About Steep slope roofing installation

Roof slope is a very important aspect and it is considered the primary factor in roof design. The slope of a roof has an effect on the interior volume of a building, the drainage, the style, and the material you use for your covering. For example, if you noticed water collecting on your roof the problem is probably related to the slope. The style is affected too because the framing of the roof changes the slope.

The slope of a roof is often referred to as the pitch. The slope, or pitch, of the roof is determined by the vertical rise in inches for every horizontal twelve inch (12") length (called the "run"). A roof with x rise/12 run slope means that for every 12 inches horizontally (run), it rises x inches. Below are some of the common roof slopes and the terms which classify them.

  • Flat Roof: 2/12
  • Low Slope: 2/12-4/12
  • Conventional Slope Roof: 4/12-9/12
  • Steep Slope: 9/12 and higher

Steeper sloped roofs are generally more visually pleasing and tend to last longer as well. However, they also cost more because a steep sloped roof requires a taller chimney and more lumber for framing. On average, a 12/12 roof can cost up to 50% more than a roof with a 4/12 slope. Many find that it is worth it though because the roofing material is estimated to last up to 50% longer and will require less maintenance in the long run.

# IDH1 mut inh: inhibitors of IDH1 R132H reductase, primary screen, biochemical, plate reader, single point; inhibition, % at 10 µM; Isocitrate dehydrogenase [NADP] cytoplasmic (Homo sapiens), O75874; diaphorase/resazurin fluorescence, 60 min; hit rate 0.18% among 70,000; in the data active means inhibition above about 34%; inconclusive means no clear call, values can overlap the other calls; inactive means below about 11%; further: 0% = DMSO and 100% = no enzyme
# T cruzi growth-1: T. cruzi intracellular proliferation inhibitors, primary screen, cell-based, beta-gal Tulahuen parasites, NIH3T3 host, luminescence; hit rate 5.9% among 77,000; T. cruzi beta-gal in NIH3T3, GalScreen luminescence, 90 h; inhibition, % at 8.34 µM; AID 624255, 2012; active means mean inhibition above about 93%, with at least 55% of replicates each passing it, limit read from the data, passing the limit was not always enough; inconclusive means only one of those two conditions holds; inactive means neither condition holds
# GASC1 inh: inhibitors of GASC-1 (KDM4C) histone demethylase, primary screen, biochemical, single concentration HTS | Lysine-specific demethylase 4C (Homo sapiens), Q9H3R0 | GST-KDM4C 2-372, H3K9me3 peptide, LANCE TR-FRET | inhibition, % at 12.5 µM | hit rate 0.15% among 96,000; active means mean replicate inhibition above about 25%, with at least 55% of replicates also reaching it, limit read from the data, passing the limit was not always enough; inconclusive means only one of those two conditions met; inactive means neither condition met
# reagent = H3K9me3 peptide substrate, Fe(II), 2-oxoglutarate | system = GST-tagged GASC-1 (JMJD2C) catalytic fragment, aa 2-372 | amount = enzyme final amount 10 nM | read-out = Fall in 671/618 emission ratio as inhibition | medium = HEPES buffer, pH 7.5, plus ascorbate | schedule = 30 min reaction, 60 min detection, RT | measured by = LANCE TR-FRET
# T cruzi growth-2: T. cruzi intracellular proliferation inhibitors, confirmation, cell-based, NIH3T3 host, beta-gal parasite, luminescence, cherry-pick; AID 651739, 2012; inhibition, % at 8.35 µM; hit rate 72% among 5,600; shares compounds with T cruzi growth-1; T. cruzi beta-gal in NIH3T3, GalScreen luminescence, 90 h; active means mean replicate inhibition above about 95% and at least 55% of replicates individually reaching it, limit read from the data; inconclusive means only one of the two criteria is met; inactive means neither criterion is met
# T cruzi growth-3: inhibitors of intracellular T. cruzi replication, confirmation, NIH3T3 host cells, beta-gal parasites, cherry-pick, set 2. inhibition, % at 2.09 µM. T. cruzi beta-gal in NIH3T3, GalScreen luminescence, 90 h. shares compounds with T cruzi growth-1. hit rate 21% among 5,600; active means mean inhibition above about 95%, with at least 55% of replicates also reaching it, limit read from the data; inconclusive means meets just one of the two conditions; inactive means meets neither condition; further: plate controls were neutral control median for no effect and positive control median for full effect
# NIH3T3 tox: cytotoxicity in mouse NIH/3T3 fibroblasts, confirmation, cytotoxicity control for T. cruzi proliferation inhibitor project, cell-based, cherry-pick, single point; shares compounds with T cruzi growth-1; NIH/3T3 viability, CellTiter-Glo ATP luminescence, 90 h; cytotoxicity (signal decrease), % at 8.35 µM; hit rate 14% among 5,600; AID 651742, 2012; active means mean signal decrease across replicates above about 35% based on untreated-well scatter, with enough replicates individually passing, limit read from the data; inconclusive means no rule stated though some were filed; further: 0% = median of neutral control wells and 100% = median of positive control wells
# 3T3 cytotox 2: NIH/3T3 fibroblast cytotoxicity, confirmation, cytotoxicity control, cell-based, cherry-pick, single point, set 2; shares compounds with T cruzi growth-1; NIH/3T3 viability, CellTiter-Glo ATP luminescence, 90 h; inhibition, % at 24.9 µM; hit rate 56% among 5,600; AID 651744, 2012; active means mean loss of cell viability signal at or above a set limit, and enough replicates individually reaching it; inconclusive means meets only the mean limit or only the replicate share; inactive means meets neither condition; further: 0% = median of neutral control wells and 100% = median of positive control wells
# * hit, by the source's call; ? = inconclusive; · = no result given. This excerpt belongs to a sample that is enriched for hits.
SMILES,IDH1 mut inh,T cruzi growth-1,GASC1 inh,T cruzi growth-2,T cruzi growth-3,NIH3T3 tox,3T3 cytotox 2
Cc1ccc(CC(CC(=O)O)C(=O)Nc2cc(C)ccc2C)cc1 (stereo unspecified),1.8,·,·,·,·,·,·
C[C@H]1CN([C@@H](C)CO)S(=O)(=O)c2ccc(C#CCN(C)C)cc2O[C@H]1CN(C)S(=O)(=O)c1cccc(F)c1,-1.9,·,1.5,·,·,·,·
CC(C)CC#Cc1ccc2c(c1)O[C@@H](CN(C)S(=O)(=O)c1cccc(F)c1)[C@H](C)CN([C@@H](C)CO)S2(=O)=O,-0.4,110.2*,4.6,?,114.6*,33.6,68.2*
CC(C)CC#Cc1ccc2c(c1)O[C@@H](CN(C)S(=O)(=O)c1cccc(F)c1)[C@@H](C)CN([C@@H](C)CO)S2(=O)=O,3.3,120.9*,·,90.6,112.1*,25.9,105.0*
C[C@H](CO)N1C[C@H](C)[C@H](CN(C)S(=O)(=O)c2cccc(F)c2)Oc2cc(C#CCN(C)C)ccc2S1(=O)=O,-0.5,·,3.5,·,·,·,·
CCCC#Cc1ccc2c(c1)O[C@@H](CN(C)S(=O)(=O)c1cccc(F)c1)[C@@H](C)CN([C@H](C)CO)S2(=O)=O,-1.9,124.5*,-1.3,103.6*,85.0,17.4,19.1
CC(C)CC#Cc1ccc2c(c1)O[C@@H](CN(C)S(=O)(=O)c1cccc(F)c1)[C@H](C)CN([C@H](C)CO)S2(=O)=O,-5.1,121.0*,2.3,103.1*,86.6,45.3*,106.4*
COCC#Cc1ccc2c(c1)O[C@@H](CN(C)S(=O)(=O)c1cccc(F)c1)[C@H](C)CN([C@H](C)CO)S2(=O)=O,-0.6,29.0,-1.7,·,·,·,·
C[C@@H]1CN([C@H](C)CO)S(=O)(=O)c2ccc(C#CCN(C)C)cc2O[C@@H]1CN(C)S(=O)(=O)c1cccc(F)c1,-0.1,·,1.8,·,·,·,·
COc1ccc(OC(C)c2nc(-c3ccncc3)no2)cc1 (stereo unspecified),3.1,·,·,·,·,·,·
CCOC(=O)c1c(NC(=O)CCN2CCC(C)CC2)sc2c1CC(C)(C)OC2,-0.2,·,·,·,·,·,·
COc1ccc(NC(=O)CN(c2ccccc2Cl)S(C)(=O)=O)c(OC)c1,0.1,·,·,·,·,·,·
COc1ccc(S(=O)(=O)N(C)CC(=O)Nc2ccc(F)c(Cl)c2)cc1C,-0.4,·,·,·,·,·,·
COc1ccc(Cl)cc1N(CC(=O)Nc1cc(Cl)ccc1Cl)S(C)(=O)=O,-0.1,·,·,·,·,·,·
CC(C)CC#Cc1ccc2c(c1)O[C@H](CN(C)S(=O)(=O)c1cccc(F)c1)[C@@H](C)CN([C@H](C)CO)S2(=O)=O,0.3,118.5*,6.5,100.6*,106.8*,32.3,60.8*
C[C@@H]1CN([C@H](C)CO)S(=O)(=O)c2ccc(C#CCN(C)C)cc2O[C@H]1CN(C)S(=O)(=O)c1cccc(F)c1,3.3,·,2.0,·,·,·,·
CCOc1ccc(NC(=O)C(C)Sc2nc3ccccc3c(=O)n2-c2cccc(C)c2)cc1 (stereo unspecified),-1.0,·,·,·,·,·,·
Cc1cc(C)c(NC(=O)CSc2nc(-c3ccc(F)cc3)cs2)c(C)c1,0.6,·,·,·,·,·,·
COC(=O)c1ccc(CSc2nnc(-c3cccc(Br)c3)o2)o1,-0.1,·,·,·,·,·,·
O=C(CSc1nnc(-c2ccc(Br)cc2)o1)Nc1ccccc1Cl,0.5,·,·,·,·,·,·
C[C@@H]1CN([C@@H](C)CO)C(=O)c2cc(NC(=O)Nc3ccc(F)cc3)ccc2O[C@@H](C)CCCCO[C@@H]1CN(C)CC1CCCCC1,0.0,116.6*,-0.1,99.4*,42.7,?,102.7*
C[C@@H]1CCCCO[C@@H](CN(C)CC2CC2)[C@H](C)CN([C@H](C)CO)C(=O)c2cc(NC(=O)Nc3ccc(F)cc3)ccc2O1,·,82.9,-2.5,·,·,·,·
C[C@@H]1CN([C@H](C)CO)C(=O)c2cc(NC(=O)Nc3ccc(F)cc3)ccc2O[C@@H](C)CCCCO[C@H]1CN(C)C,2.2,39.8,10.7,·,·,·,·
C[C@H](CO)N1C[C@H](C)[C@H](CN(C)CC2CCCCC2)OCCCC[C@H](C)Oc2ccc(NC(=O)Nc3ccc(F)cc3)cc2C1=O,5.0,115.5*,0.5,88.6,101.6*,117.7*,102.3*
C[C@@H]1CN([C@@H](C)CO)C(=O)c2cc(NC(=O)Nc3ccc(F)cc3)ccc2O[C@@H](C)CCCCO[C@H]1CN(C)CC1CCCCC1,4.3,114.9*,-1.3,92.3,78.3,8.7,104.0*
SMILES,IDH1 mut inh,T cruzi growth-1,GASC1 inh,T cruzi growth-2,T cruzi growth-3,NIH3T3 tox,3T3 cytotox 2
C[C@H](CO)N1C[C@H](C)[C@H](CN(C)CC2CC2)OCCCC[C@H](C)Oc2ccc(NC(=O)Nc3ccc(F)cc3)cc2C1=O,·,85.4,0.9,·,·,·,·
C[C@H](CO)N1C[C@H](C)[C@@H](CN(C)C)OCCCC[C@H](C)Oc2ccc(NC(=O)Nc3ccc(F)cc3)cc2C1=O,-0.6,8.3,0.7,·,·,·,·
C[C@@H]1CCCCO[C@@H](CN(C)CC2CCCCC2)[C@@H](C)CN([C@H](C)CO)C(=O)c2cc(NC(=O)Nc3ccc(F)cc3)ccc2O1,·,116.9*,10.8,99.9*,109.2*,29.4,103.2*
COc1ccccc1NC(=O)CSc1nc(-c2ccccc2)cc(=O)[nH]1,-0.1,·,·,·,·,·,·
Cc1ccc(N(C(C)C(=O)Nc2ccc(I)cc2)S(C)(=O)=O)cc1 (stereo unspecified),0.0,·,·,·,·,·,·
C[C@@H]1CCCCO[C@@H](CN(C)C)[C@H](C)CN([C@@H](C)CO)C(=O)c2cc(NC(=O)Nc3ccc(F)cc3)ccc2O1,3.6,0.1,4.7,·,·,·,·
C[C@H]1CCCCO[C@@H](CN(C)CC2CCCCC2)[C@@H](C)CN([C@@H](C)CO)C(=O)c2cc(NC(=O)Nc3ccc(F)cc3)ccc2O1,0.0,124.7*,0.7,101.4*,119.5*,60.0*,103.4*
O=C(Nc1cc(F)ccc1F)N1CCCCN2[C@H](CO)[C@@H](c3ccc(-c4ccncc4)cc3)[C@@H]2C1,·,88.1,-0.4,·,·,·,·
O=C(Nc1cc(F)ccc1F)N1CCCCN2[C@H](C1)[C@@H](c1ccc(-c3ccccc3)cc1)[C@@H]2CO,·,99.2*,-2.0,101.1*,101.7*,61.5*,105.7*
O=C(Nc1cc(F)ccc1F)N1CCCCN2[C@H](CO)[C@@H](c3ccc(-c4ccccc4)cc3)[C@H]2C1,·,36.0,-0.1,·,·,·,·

Lastly, roof slope helps determine the appropriate materials for the roof. A roof with a 4/12 pitch will allow products such as shingles or tiles. However, these materials do not work well on low-slope roofs. Likewise, a single-ply membrane or a built-up roof will not be appropriate for a high-slope roof.

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All contents of this page are taken from roofingkey.com